The final sex scene invokes humor as well, such as when Sunyoung squeezes one of her breasts and asks Kyungsoo to appraise them. However, humor is not the only tool used to strip the sexy from this scene. The scene began with reality stepping in to disrupt the sexiness. Kyungsoo finds himself unable to maintain an erection that will allow for intercourse. His impotence forces them to talk rather than fuck. When Kyungsoo begins to talk about Sunyoung’s husband, Sunyoung loses her interest in sex. But when Kyungsoo tells her he loves her, this is when she seeks appraisal from him of her breasts. Plummeting his head in between them, Sunyoung begins to stroke Kyungsoo to help him become erect. Kyungsoo inhibits this moment by asking Sunyoung if she wants to die together. “I don’t want sex anymore. Just die, pure and innocent. This is not talking dirty. Bringing death into the picture, we lose our brief voyeuristic pleasure like Kyungsoo lost his erection.
In every sex scene of these three films, Hong disrupts in someway to keep the scene from becoming yet another example of voyeuristic pleasure. Such unsexy sex is a welcome subversion in Asian film. Hong refuses to Orientalize, that is, to eroticize and exoticize his Asian characters for Western consumption. He’s not reinforcing Western stereotypes of the exotic, hypersexual Asian woman. At the same time, he’s not reinforcing the Western stereotype of the de-sexualized Asian male. Unsexy-ing is not de-sexing. His men are attractive and desirable. Hong’s sex scenes simply refuse to perpetuate stereotypes or clichés about Asian bodies as solely meant for a Westerner’s viewing pleasure. Hong refuses to Orientalize because he refuses to direct for Westerners. He has said his films are written for Koreans. Apparently, Westerners never come into his pictures so their stereotypes of the exotic Oriental don’t either.
As Hong de-sentimentalizes to show relationships that are real rather than romanticized, using unsexy sex as one of his techniques to establish a de-sentimentalized view, Hong allows us to see sex closer to its reality. Sex can be blissful, orgasmic, fun, and spiritual, but it can also be painful, clumsy, messy, and/or wrong. We often have sex to escape our reality. When we seek this escape, we are more likely to ignore our partner’s needs and their pleasure. Hong won’t allow us to escape. Reality will always disrupt. Ironically, through Hong’s disruptions, he shows us the hope of relationships through survival of the discomforts. In showing us the horrors/humiliations of sex, he provides hope for the ecstasy of sex as well.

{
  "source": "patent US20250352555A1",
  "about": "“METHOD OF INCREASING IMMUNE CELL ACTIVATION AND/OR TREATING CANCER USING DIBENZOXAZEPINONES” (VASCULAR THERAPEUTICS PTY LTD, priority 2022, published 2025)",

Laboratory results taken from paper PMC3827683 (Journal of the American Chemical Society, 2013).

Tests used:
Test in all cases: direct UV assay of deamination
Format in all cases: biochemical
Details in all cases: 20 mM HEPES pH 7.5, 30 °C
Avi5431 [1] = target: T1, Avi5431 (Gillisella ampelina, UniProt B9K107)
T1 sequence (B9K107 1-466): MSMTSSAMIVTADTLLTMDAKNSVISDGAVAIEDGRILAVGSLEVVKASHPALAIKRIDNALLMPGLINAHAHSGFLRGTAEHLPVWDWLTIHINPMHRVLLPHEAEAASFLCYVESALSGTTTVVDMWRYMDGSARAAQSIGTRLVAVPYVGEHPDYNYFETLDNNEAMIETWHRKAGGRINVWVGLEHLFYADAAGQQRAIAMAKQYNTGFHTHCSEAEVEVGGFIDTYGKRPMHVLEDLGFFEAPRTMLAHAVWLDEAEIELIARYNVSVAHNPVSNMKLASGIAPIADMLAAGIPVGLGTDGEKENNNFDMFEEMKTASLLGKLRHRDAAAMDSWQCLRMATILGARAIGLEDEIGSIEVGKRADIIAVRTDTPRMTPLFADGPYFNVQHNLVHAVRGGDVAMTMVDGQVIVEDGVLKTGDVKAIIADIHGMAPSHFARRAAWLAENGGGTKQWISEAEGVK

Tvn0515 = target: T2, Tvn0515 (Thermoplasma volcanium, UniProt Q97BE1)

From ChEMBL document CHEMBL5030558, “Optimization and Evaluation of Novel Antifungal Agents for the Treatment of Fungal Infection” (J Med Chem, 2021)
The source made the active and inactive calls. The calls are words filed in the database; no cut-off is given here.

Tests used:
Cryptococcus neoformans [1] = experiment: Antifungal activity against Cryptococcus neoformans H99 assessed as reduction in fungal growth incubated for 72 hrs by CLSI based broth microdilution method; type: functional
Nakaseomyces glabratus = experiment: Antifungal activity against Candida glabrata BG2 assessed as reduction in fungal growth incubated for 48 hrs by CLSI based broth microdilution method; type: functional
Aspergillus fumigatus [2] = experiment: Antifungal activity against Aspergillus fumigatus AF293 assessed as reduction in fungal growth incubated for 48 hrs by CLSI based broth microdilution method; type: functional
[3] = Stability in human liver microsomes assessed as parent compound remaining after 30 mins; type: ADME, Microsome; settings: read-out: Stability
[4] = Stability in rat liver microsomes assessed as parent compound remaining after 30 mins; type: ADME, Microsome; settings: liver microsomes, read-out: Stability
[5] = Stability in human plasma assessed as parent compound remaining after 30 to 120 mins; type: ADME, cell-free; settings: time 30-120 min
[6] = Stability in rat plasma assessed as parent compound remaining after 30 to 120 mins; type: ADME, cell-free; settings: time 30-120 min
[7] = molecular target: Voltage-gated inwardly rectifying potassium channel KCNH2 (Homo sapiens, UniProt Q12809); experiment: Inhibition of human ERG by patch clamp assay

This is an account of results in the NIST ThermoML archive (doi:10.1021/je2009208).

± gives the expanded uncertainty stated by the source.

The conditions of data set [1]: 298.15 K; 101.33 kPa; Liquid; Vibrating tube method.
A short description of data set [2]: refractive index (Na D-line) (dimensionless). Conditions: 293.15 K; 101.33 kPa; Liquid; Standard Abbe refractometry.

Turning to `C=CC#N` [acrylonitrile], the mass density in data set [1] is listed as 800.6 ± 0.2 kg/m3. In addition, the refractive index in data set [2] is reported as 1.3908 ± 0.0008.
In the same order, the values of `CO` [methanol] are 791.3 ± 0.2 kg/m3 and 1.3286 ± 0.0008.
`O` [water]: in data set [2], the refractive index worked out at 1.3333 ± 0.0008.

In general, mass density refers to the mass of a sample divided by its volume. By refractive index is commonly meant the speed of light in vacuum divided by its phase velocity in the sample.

Interestingly, Hong appears to be gradually developing a more mature cinematic sex scene through his insistence to disrupt sexiness. The Power of Kangwon Province shows us sex scenes that are discomforting in how unhealthy they are and Virgin Stripped Bare By Her Bachelors takes this even further showing instances where sex is clearly wrong. Turning Gate presents a scenario of more mature sex where the mature body inhibits the act. Impotency is not seen here as a problem which we need to overcome with Viagra. It is seen as a teacher, or at least a teaching moment where a different type of closeness can be reached. What can bring us closer than talking, naked, with a partner about death?
And death, as much as we seek to ignore it, is always with us. Let’s just accept it for what it is, Hong appears to say. As if challenging the Hollywood commentators who tell us that we go to movies to escape, Hong knows many of us go to confront that which we can’t escape. We can’t escape the ambivalences surrounding our relationships as much as we try to romanticize them. We can’t escape the ambivalence towards life or our ambivalence towards death. As much as we may think we’re too sexy for it, reality will keep disrupting. We might as well learn from it, take inventory, and grow, together.
1. Kim, Kyung Hyun. The Awkward Flaneur: Reading the Fictions of Hong Sang-soo and Kim Sang-ok. Unpublished manuscript presented at the Hong Sang-soo Retrospective at the University of California, Irvine, October 24, 2002.
2. Hartzell, Adam. My Moments with the Master, HONG Sang-Soo. http://www.koreanfilm.org/hongss1.html, October, 2002.
3. I am limiting “sex scenes” to mean those scenes where characters are in or near a bed with the intent to be physical in some way. Many of these scenes do not culminate in the characters having sex, but the context of exploring the sexual realm of their relationships within the space of the bed can be easily inferred.
4. Unfortunately, I have yet to have access to Hong’s first film The Day a Pig Fell Into the Well (1996) outside of one single viewing too long ago, and when I was too tired, to trust my recall ability. Thus, I have had to leave that film out of all my discussions regarding Hong’s oeuvre until opportunities for sufficient re-viewings are provided.